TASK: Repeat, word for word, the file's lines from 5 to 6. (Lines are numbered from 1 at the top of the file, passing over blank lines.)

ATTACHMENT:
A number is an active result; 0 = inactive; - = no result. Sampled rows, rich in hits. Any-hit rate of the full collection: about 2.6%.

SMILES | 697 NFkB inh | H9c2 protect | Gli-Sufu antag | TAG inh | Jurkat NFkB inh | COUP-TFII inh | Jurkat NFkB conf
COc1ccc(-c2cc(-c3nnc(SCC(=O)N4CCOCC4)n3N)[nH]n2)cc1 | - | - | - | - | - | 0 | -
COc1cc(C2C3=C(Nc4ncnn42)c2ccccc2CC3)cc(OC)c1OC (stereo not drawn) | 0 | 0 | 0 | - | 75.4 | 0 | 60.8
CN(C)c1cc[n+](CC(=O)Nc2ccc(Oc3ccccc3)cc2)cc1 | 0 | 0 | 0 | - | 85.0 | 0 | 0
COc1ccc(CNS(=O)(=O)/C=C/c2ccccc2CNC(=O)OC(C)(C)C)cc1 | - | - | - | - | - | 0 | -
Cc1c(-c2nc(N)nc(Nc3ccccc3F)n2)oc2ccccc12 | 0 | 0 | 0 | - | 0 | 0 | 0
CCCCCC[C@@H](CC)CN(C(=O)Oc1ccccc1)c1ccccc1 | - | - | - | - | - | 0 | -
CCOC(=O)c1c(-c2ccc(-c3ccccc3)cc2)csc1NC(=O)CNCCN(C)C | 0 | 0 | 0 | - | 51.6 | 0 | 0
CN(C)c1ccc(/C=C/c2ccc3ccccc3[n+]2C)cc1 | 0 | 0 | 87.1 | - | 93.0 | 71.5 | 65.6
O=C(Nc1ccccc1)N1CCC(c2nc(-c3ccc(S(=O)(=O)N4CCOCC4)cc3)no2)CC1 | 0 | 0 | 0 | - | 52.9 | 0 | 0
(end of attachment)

CN(C)c1cc[n+](CC(=O)Nc2ccc(Oc3ccccc3)cc2)cc1 | 0 | 0 | 0 | - | 85.0 | 0 | 0
COc1ccc(CNS(=O)(=O)/C=C/c2ccccc2CNC(=O)OC(C)(C)C)cc1 | - | - | - | - | - | 0 | -